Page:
You can detect whether your customer's device supports HTML by inspecting the context of a skill request and checking for the existence of Alexa.Presentation.HTML in supportedInterfaces

  "System": {
    "application": {
      "applicationId": "amzn1.ask.skill.XXXXXXXX-XXXX-XXXX-XXXX-XXXXXXXXXXXX"
    "user": {
      "userId": "amzn1.ask.account.XXXX"
    "device": {
      "deviceId": "amzn1.ask.device.XXXX",
      "supportedInterfaces": {
        "Alexa.Presentation.HTML": {
          "runtime": {
            "maxVersion": "1.0"
    "apiEndpoint": "",

If the device supports HTML, you can respond with an Alexa.Presentation.HTML.Start directive to load your web application. The device then loads the given URL, at which point, the web app then needs to initialize the Alexa SDK and wait for the connection to be established. Once the SDK is initialized, the create promise will be resolved with the alexa client and any start data you included in your Alexa.Presentation.HTML.Start directive. At this point the rest of the API is ready for use.

The Alexa Client Object

The alexa client returned by create is your connection to Alexa. See the full client reference for additional information.

Skill Communication

HTML applications can communicate with their skill endpoint to send local inputs, receive voice inputs, and use Alexa services like the skill store. To do this, the client uses a bidirectional socket-like messaging scheme. The application can send a message to the skill at any time (e.g. if the user touches the screen, or a timer elapses), and the skill can send one to the application at any time (e.g. should it receive an intent request). This mechanism is asynchronous and not guaranteed to be ordered.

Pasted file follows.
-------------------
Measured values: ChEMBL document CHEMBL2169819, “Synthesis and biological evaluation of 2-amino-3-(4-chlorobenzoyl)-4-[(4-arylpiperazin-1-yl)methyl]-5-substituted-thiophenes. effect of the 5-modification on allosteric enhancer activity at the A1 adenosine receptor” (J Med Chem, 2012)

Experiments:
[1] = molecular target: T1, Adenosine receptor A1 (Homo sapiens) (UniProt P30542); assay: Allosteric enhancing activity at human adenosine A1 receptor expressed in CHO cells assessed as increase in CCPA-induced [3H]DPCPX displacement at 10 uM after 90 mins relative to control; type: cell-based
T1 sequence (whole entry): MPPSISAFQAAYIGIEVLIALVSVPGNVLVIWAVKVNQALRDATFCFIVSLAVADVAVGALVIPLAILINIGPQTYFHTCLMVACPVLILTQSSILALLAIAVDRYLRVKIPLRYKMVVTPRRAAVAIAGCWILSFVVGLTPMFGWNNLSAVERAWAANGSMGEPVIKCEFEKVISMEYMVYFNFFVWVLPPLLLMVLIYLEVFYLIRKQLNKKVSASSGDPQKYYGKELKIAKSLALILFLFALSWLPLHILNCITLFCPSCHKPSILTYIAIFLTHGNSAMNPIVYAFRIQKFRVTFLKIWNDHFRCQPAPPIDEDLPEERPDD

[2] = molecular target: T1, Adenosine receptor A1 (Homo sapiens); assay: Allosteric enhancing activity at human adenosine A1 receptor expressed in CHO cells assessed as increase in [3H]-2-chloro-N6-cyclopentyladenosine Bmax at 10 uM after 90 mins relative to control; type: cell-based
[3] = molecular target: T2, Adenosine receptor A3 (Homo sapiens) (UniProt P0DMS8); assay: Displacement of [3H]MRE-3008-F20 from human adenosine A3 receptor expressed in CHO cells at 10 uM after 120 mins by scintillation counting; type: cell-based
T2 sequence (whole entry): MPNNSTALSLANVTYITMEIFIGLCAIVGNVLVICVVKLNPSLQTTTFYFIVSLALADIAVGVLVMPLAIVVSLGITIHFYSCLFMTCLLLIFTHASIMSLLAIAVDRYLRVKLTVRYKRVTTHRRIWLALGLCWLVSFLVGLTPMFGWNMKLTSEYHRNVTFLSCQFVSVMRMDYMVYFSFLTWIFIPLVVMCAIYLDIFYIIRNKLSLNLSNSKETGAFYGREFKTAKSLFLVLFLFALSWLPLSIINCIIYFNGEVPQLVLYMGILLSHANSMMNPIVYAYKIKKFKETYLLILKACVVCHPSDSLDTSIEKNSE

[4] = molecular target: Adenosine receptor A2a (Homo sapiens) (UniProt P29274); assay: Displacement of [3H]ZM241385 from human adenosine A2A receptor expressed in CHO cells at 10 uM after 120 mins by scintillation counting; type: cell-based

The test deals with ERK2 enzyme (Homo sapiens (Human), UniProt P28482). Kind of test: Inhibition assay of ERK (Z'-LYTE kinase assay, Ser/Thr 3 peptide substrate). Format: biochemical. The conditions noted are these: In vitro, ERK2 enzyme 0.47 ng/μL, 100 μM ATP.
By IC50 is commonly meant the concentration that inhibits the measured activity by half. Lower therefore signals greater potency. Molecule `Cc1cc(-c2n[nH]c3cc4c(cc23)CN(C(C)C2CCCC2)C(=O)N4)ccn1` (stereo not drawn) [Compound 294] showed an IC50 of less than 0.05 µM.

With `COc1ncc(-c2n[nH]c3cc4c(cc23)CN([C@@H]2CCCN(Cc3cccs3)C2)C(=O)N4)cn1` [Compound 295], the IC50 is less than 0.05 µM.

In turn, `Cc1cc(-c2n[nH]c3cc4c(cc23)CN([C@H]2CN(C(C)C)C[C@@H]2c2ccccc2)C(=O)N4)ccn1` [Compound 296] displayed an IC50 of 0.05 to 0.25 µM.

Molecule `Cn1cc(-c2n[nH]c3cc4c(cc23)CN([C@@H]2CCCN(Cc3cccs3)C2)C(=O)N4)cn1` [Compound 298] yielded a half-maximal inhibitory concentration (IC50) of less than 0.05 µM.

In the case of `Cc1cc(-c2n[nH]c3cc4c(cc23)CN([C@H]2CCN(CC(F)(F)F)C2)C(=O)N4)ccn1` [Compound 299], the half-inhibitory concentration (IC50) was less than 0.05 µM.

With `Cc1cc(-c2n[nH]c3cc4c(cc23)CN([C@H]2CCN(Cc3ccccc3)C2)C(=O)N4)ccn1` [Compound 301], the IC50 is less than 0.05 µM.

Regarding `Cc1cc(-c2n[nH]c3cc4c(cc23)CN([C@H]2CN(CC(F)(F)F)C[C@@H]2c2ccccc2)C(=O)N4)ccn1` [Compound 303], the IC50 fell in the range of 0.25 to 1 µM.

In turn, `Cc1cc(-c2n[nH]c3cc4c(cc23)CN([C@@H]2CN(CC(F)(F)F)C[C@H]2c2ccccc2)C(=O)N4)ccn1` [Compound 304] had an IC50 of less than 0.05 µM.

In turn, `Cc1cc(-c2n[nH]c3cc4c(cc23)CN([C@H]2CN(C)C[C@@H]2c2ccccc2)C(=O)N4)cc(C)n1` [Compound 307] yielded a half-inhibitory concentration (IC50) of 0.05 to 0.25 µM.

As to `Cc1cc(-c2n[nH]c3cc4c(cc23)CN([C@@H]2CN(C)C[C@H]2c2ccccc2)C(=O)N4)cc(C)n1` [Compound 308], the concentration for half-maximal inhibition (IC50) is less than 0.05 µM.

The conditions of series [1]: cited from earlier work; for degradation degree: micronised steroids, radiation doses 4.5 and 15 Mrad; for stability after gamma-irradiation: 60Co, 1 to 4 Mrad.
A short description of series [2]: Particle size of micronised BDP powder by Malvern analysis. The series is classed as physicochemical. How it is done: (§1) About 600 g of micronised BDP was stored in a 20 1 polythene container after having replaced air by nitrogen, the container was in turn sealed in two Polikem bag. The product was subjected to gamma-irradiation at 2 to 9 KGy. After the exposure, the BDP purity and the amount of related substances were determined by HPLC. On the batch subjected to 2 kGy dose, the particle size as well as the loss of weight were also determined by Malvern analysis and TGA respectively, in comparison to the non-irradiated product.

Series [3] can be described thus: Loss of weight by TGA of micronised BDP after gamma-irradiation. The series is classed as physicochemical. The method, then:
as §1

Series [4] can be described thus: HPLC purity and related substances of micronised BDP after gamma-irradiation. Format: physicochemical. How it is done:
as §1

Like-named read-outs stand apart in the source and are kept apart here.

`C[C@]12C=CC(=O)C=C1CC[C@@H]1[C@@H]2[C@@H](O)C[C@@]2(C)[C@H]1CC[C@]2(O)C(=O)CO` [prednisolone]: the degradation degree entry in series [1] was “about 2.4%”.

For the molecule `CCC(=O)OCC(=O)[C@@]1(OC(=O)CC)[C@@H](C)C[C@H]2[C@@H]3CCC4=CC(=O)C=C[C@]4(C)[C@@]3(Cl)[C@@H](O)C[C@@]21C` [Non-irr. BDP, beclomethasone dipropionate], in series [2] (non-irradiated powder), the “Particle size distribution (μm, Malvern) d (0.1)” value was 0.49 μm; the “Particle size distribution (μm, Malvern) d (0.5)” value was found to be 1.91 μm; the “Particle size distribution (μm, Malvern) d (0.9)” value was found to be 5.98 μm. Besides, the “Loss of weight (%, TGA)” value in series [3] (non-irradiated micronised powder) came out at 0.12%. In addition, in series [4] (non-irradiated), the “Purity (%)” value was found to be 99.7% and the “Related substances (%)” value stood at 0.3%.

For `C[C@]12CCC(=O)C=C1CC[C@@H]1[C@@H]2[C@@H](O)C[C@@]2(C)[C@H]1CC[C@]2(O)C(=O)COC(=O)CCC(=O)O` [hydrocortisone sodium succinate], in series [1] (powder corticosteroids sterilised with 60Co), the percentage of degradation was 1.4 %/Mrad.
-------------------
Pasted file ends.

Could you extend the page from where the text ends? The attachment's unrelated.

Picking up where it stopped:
alexa.skill.onMessage((message) => {
  // This is invoked for every HandleMessage directive from the skill.
  console.log('received a message: ' + message);

// You can send whatever data you need to be processed on your skill endpoint
    players: 1,
    state: {
        level: 5,
        health: 0.5
    speech: 'are you ready for the next level?'

For more information on sendMessage and onMessage, see the skill interface.

NOTE: The skill.sendMessage function is rate limited to a maximum of 2 requests per second. To handle the throttling error (or any other error), please supply the optional callback argument to the sendMessage function. See sendMessage for additional information.